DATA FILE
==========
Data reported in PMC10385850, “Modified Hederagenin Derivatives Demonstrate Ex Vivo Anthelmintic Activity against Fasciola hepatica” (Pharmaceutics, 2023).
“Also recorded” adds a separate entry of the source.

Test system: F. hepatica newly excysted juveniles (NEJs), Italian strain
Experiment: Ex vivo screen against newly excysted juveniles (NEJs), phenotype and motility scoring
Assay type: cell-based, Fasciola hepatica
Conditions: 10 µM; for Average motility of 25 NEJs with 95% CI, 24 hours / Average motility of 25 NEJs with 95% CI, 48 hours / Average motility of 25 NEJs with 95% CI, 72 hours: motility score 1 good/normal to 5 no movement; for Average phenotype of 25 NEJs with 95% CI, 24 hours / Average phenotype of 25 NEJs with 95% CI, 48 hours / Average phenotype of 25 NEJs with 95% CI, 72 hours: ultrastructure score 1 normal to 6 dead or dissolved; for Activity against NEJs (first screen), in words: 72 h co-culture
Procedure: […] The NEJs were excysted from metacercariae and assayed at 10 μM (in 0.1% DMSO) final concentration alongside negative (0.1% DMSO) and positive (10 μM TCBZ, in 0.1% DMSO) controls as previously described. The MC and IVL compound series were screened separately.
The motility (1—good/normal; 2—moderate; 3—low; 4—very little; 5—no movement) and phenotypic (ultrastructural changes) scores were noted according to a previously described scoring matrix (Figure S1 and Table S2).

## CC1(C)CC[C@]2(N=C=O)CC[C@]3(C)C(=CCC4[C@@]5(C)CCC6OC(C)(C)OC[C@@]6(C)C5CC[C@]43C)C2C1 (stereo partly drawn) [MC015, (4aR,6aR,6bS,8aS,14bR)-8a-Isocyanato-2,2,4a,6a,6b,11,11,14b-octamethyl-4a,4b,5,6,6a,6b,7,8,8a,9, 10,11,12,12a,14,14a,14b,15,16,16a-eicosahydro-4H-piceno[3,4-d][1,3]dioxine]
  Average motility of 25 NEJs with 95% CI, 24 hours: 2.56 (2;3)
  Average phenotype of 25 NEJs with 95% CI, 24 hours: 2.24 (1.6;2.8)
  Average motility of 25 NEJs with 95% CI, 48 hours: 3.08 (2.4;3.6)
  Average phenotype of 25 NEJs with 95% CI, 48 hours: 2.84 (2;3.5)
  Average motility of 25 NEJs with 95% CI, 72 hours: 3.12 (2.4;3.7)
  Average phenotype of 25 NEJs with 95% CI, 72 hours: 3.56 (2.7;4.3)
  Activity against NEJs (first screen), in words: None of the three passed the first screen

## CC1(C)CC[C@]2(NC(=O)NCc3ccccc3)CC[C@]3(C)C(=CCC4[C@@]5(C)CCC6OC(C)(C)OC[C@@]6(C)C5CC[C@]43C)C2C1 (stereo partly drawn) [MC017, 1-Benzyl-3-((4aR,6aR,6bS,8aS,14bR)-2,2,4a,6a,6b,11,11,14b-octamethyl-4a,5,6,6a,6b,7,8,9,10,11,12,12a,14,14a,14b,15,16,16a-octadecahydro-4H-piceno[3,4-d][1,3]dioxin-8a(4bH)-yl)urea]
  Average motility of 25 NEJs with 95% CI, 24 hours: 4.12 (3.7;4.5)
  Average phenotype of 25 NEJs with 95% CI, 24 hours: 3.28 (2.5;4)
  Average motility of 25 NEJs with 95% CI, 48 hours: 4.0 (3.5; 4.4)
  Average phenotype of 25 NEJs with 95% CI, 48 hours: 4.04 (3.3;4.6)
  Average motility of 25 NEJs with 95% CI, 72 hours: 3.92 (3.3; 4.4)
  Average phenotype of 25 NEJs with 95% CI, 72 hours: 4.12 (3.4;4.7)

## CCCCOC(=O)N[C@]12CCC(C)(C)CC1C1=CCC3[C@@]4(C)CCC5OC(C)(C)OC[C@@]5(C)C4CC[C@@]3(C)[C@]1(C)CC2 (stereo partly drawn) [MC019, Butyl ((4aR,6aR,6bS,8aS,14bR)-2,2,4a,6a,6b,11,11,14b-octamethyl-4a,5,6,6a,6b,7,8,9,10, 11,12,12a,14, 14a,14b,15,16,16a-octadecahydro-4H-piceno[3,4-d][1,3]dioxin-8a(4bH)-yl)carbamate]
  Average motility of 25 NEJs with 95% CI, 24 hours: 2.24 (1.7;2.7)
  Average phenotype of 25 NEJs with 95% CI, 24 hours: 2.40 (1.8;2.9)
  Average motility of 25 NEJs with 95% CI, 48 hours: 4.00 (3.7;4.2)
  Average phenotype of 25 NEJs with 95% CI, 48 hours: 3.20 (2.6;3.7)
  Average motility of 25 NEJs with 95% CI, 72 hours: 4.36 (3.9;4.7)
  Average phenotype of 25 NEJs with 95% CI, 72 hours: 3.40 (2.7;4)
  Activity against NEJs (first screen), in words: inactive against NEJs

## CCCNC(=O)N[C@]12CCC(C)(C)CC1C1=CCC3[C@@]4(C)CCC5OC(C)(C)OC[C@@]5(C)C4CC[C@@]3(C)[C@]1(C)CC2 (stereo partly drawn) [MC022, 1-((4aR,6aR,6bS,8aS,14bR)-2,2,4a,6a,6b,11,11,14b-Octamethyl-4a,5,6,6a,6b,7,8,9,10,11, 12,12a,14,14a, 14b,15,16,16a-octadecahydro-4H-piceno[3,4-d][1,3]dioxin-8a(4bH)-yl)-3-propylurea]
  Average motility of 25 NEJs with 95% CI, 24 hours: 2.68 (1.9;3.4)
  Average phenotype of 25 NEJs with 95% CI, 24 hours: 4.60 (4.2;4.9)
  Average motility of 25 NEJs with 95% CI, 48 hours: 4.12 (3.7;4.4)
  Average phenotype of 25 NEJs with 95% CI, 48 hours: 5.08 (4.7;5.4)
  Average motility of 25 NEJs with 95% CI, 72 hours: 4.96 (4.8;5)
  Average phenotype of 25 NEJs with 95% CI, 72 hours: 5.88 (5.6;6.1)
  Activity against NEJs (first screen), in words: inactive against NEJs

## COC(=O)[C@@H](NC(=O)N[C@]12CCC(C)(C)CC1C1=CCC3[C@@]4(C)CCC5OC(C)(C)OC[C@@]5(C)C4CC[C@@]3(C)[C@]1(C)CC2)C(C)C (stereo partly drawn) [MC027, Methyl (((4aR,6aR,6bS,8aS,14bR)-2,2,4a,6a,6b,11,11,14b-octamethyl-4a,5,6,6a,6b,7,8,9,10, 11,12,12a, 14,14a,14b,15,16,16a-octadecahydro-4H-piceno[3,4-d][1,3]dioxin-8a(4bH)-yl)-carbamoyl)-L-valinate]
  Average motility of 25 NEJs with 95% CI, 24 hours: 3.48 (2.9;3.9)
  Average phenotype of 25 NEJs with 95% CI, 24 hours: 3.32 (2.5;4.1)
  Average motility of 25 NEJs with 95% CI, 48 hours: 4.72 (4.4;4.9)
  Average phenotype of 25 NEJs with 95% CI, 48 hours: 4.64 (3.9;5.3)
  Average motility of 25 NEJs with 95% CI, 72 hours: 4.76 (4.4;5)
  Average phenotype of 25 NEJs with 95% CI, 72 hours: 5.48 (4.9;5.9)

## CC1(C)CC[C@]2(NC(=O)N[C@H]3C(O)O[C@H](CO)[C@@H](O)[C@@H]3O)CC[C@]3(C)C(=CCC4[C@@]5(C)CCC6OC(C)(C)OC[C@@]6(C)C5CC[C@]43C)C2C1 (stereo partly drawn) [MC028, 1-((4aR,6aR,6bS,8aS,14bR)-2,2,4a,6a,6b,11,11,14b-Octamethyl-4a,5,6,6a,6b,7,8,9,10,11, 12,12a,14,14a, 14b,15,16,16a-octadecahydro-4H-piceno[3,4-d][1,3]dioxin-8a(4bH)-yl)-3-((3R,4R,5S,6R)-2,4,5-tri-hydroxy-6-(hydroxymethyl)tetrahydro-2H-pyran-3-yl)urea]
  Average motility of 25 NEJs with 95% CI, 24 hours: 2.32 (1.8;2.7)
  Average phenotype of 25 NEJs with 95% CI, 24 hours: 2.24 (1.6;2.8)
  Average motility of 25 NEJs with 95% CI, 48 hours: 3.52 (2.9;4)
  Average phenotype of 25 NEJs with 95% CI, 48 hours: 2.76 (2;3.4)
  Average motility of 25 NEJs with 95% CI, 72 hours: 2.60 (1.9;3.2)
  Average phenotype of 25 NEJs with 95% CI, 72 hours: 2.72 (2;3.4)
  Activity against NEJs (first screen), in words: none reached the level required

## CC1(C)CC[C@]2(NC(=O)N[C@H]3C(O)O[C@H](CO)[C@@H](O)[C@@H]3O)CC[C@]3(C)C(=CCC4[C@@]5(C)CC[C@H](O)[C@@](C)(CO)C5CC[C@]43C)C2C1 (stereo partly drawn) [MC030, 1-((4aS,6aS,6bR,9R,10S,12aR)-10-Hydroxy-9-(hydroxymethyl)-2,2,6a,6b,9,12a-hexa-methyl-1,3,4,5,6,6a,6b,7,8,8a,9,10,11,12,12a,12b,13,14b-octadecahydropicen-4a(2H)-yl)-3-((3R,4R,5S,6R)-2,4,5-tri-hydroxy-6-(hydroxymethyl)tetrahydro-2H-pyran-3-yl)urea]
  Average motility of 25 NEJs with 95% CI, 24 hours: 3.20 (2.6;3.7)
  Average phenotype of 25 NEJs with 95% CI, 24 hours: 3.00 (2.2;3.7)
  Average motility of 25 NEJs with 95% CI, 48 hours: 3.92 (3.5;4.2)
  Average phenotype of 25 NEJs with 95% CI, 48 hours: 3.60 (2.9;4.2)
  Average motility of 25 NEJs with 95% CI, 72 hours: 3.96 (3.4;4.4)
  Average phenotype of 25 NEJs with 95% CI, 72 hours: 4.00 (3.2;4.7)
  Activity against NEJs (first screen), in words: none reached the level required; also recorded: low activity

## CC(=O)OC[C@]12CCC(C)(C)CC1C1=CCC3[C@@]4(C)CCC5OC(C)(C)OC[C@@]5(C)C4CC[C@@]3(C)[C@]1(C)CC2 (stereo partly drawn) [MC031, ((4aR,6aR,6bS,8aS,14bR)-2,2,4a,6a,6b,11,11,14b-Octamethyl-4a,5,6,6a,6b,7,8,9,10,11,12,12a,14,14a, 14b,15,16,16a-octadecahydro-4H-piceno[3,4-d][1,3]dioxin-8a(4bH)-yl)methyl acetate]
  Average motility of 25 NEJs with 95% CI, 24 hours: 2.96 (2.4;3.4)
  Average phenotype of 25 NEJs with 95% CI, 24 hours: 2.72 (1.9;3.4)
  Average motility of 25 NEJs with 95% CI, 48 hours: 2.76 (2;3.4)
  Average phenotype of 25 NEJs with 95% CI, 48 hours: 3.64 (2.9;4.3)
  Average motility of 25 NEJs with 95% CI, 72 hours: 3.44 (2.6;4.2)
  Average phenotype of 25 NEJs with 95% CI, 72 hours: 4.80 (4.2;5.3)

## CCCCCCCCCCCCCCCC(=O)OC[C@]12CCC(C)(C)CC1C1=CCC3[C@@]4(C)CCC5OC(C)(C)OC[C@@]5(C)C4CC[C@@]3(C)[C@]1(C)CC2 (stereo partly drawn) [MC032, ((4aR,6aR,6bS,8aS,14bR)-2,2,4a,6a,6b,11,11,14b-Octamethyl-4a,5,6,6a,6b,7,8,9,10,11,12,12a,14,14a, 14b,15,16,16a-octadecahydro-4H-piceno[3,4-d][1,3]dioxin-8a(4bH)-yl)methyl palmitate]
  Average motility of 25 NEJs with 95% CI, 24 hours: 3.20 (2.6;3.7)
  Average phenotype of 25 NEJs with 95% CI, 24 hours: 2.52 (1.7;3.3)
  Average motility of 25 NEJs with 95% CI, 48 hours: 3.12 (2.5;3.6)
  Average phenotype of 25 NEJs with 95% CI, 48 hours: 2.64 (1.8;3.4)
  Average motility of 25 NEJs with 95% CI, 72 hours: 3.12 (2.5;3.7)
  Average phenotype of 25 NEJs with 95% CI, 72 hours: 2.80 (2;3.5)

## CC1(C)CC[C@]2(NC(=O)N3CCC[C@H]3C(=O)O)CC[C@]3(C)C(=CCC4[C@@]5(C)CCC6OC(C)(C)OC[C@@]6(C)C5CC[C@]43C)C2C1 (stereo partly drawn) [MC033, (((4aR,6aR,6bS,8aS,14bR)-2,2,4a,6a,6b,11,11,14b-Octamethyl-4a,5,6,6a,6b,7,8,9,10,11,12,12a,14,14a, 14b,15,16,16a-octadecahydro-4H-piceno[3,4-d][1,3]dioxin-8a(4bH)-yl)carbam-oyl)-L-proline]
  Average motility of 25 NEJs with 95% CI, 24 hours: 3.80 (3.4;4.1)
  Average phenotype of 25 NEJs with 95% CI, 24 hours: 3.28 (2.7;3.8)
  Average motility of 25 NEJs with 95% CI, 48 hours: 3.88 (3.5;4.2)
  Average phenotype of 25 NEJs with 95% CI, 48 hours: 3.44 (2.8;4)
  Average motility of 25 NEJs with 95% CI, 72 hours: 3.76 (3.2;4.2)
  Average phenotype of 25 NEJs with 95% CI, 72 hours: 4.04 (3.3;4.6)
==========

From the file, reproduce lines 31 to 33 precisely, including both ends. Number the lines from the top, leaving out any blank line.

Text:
  Activity against NEJs (first screen), in words: inactive against NEJs

## CCCNC(=O)N[C@]12CCC(C)(C)CC1C1=CCC3[C@@]4(C)CCC5OC(C)(C)OC[C@@]5(C)C4CC[C@@]3(C)[C@]1(C)CC2 (stereo partly drawn) [MC022, 1-((4aR,6aR,6bS,8aS,14bR)-2,2,4a,6a,6b,11,11,14b-Octamethyl-4a,5,6,6a,6b,7,8,9,10,11, 12,12a,14,14a, 14b,15,16,16a-octadecahydro-4H-piceno[3,4-d][1,3]dioxin-8a(4bH)-yl)-3-propylurea]
  Average motility of 25 NEJs with 95% CI, 24 hours: 2.68 (1.9;3.4)